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Film Essay: Royal and the Tenenbaums: A Tale of Fathers and Children
March 30, 2015
The Royal Tenenbaums (2001), directed by quintessential auteur Wes Anderson, explores the unique and poignant stories of the Tenenbaum family, the most relatable being the relationship between the absent patriarch, Royal, and his three dysfunctional children: Chas, Margot, and Richie. The little, poor parenting that Royal exercised over the children when they were younger has deeply affected them as adults, especially Chas, who grows up to be angry and jealous of his family, and Margot, who is closed-off and secretive. Richie, Royal’s favourite child and the most well-adjusted of the children, becomes the mediator between Royal and the rest of the family. The complicated relationships Royal has with each member of his family and the effect of his lack of parenting in the development of his children are exhibited through the witty script, omniscient narrator, incredibly lush production design, precise cinematography, and creative montages in the film. As Royal tries to reconnect with his family after years of treating them with indifference, the reactions of Chas and Margot speak of long-held resentment and pain.
The first and most crucial scene in The Royal Tenenbaums is Royal telling the children that he and their mother Etheline are separating. This scene introduces the characters, setting, and conflict quickly and unforgettably. The placing of the actors in the family dining room immediately builds an emotional tale. Royal sits at one end of the table while the children crowd around the other end. The long, polished wood table sets up a physical and symbolic divide between the parent and children. Margot and Richie seem out of place in their iconic play clothes but Royal, in his tailored tweed jacket and dark sunglasses, matches the imposing dark red, orange, and brown décor of the room. Chas wears a suit also, but his is grey. His choice of dress shows how he desires to be like his businessman-like father, but later we see how this dream does not pan out. Margot’s body language is also very telling. She sits hunched over during the conversation, with her hands in her lap, while everyone else has their arms on the table. Already, she exhibits being closed-off and feeling uncomfortable around her father. The camera staging of the conversation sets up a division between Royal and the children as well. Shots alternate between a medium long shot of Royal, the dining table, and empty velvet chairs with a more crowded medium shot of the three children in one frame. This creates an emotional distance for the viewer when looking at Royal and a closeness or affinity felt with the kids. Royal answers questions that Chas, Margot, and Richie have about the separation but while he tries to put them at ease, he insinuates that the children had some part in the end of their parents’ relationship. When Margot asks, “Is it our fault?” Royal replies, “Obviously we made certain sacrifices as a result of having children, but, uh, no. Lord, no.” By acknowledging that having children was a sort of sacrifice and hesitating after, Royal plants the seed of insecurity in his three young children.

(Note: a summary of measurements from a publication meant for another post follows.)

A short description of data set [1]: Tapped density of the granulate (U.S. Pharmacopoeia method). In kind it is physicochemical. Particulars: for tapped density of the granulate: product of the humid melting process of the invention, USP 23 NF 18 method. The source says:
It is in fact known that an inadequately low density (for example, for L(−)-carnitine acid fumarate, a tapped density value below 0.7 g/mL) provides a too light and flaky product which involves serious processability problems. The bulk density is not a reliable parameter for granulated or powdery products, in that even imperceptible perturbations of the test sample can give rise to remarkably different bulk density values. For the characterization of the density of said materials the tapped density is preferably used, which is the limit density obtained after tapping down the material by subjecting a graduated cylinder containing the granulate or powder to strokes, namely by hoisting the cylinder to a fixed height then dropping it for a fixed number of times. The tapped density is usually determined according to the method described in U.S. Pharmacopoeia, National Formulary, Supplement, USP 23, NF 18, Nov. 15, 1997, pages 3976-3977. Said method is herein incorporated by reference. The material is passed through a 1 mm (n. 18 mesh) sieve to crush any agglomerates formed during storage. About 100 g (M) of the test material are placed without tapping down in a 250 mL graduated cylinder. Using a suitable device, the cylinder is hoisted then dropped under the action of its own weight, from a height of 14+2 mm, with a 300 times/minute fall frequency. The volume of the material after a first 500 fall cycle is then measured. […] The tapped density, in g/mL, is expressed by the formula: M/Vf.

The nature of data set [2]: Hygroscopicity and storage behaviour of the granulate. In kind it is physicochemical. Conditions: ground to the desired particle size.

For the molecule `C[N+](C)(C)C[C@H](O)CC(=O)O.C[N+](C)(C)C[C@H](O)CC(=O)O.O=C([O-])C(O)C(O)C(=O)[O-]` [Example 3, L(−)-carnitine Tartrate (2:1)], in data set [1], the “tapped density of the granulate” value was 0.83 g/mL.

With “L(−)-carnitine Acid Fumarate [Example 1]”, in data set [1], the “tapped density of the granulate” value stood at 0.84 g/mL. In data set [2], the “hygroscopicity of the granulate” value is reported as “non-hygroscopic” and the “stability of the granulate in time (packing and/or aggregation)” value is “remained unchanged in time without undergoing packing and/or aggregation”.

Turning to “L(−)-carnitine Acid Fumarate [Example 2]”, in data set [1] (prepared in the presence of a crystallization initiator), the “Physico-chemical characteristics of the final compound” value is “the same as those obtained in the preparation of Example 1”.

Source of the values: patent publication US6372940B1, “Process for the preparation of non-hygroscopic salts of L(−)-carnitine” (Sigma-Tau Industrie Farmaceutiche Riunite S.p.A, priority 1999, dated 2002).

The rest of the initial exposition of the film, presented in an extended montage, shows the children growing up with their loving mother. Royal pops in and out of their lives, wrecking emotional damage each time he stops by. Young Chas, who has a “preternatural understanding of international finance,” as the narrator tells us, negotiates the purchase of his father’s summerhouse as a child. When Royal and the boys play with BB guns outside this house, Royal shoots Chas in the hand, even though they are on the same team. The pellet is forever lodged between two knuckles of Chas’s hand. While Royal physically injures his oldest son, he undermines Margot’s feelings with words. He constantly refers to Margot as his “adopted daughter,” as if he does not accept her as truly his own. On her eleventh birthday, the children enact Margot’s first play. Royal only has criticism for the young playwright, which causes Margot to leave the party early. To add insult to injury, Royal’s wrapped gift, which Margot returns to him before leaving, is unmistakably a ball. Clearly, Royal did not even know what to get for his daughter for her birthday. The worst thing that Royal does to Chas and Margot, however, is to show favouritism to Richie, proving that he could treat his other children better but chooses not to do so. Royal takes Richie out to do father-son things, like bet on dogfights, while the other children are excluded from these activities. A short scene where Royal and Richie come home in a cab, laughing loudly, is preceded by a shot of Chas and Margot looking sadly out the windows of their home. Later, when Royal invites his adult children to visit his mother’s grave with him, Margot remarks that she had never been invited before. Royal says that it was because she was not Margot’s “real” grandmother. The abuse and neglect that Royal heaps onto Chas and Margot affects their promising potential in business and writing, respectively, for the narrator tells the audience, “virtually all memory of the brilliance of the young Tenenbaums had been erased by two decades of betrayal, failure, and disaster.”
Royal’s unkind treatment of his children comes back to hurt him in the future. When he is kicked out of the hotel where he was staying for years, Royal decides to try and worm his way back into the family, partly out of jealousy over Etheline and Henry's relationship and partly because he has no money and no where else to go. However, Royal has been alienated from his family for a long time. The narrator states that no one from the Tenenbaum family has spoken to Royal in three years. In one flashback, during Richie’s last tennis match, Royal is seen sitting in the back of the stands alone while the rest of the family sit together in a box. Throughout the rest of the film, Royal has to deal with the resentment he fostered in Chas and Margot and try to reconnect with the family.